Cyber Risk Should Become a Strategic Imperative

As the number of reported cyber incidents continue to escalate, it shows that cyber risk is now a top tier business risk. This means cyber risk management must become a strategic priority. The challenge for many C-suite executives and boards is that they lack a deeper understanding of cyber risk and its implications on the business.

This lack of deeper knowledge and an understanding of the cyber threat landscape is making it difficult for many executives to make meaning conversations around the topic.

Although cyber risk is everyone’s responsibility within the organization, boards and C-suite executives play the ultimate oversight role. They have to make sure the organization has a functioning cyber program that is aligned with risk appetite and threshold.

As one of the members of the C-suite, in partnership with the CEO, the CFO can play a critical role in ensuring that there are frequent discussions around the strategy table concerning cyber risk.

Risk and performance are interrelated, and since the CFO is mainly responsible for organizational performance improvement, s/he possesses the business acumen and analytical capabilities to create awareness of cyber risks and provide regular reporting to the CEO and the board.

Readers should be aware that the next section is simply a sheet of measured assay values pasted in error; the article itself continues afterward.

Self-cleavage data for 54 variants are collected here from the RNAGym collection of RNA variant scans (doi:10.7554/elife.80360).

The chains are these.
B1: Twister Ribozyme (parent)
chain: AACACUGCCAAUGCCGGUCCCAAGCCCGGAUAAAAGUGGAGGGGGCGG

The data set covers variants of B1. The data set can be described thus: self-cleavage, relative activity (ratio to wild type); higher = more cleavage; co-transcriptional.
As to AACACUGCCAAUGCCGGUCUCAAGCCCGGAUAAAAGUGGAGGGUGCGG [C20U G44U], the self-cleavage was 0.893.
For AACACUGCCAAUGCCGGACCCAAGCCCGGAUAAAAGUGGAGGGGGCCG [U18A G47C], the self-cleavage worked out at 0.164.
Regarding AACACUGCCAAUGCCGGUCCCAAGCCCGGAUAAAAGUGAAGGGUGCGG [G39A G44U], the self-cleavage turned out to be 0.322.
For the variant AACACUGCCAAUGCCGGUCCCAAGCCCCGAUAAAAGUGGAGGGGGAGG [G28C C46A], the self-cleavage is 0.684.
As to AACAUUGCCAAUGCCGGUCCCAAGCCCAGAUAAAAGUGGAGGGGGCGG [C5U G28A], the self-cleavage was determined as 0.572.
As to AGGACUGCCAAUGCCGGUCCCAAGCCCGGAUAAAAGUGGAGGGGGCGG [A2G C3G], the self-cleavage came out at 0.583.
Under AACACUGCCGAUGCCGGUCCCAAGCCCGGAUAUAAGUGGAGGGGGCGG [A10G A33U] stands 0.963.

The business environment is increasingly complex and so is the enterprise risk landscape. Successfully driving performance in this environment therefore, demands the board and C-suite level to have a deeper understanding of risks capable of derailing strategic execution.

In other words, these senior personnel must develop a positive risk mindset and as well as the ability to ask the key performance questions. This is necessary to gauge the organization’s cyber risk exposure and build cyber resilience.